Wait For It… a blog by Andy Ross

Ingemar Johnasson

Posted on May 16, 2011

Trivial Pursuit

It’s been awhile since I’ve shared a true story about myself on this blog. I spend a lot of time as a storyteller around the city, including at the show I curate called Real Characters. So, I thought I’d include one here. We’ll see how it works in prose instead of performance. I hope you like it:

My family teases each other constantly. Bordering on torture. If someone misspeaks or embarrasses themselves, that misstep plants itself as a recurring leitmotif across all following conversations. There is a game to it, and fortunately, we're all good sports and generous laughers, even when we're the butt of the joke.

On one particular family vacation, when I was about twelve, my mother accidentally called our lunch destination Ruddfuckers. She immediately self-corrected, but to this day, every Fuddrucker’s, every Chili’s, every T.G.I.Friday’s or Bennigan’s or Applebee’s, every Ruby Tuesday’s or Bubba Gump Shrimp we drive past---it’s a Ruddfuckers.

That same night on that same vacation saw our final family game of Trivial Pursuit.

Every spring break until I was eighteen, my family---me, my older sister, my mom, my dad---would drive 1,000+ miles from Wisconsin to Kiawah Island, South Carolina. My parents chose Kiawah because our family friend/my pediatrician had given us a deal on his time share.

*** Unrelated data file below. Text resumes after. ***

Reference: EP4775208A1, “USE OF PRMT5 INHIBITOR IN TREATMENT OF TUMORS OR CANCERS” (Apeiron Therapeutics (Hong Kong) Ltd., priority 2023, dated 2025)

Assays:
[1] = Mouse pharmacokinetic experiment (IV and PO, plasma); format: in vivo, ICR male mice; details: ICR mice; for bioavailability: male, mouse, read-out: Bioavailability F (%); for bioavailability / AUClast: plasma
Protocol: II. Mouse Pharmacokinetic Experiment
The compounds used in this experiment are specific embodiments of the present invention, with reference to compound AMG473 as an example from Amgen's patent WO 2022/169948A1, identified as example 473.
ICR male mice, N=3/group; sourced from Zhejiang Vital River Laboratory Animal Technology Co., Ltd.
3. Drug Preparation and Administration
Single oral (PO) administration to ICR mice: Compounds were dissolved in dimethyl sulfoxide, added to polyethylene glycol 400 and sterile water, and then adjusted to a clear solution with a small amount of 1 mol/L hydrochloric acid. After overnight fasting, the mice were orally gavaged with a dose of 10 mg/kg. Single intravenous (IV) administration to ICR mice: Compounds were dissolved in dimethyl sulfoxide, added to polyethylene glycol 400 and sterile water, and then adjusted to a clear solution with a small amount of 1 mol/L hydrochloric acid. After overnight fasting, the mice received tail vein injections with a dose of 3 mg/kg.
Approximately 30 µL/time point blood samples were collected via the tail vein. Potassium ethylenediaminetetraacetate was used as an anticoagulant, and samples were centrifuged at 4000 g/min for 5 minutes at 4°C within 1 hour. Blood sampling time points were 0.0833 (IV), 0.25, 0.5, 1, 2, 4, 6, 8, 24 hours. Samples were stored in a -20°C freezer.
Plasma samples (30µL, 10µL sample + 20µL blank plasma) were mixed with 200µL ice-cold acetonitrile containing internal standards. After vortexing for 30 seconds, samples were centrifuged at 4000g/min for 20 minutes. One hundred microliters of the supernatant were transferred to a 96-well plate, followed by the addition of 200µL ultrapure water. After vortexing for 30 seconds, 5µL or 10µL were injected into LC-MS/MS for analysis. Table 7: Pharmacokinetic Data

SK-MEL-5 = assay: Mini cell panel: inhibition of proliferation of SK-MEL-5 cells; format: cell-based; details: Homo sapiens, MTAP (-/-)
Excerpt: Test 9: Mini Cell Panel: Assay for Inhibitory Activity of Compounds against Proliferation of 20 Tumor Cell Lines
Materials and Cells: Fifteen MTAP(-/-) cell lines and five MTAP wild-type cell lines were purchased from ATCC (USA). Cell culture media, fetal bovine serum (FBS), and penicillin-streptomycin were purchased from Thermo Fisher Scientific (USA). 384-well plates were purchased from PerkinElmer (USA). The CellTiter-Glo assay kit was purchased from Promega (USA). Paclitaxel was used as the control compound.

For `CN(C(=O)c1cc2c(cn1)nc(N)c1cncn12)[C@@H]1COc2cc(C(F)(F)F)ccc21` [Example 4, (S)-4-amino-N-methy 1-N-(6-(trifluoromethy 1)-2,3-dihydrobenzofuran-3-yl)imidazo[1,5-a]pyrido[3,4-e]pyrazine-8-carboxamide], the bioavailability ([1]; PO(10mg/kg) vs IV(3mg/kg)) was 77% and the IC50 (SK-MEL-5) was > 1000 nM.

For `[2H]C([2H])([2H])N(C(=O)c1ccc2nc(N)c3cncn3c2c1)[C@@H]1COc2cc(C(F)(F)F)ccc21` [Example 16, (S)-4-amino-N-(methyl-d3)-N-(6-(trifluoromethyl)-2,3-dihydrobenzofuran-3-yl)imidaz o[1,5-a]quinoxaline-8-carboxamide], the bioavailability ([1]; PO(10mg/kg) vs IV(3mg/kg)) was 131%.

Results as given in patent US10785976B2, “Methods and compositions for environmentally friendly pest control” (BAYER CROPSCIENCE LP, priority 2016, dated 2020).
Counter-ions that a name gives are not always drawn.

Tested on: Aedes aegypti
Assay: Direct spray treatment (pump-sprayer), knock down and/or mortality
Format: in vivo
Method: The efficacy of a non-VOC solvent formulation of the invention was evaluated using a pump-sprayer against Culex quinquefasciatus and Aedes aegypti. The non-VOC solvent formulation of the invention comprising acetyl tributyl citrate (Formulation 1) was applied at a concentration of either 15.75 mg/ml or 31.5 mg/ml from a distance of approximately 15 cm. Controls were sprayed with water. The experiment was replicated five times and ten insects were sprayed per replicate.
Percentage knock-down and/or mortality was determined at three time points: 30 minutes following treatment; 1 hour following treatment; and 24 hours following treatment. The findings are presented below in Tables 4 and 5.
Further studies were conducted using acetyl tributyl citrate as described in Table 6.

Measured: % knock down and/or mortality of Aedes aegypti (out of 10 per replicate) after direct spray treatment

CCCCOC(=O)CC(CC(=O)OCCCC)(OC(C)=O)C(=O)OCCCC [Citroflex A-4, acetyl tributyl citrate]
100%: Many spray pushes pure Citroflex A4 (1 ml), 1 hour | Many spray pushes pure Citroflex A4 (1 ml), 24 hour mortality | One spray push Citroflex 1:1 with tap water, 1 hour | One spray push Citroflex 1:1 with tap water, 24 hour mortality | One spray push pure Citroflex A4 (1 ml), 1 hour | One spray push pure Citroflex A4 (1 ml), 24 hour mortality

Kiawah is essentially clusters of condos built along a series of golf courses. None of us golfed, so instead we strapped four bikes to the roof of the minivan and packed as many paperbacks as we could carry.

We’d hole up inside a peach-colored condo with white wicker furniture and bleached white shells everywhere---shells on the dressers, on the windowsills, shells inside glass table lamps, shells glued to the picture frames that held painting of… starfish. Do starfish count as shells? How ‘bout sand dollars? Because, there were sand dollars everywhere, too.

My folks saved up their Dick Francis and John LaCarre; my sister read teen romances; and I read horrible fantasy novels filled with puns. We could have read at home, but we didn’t. That’s the point. We were a latchkey household, and all the rental fees and hours of driving were our only way of assuring quiet time together as a family.

Every night we played Trivial Pursuit in two teams---my dad versus the rest of us. We’d get back from eating at various chicken fingers purveyors and pull up the rattan furniture to the glass dining room table. We’d move aside the shell-motif centerpiece to make room for the board game, and my dad would destroy us.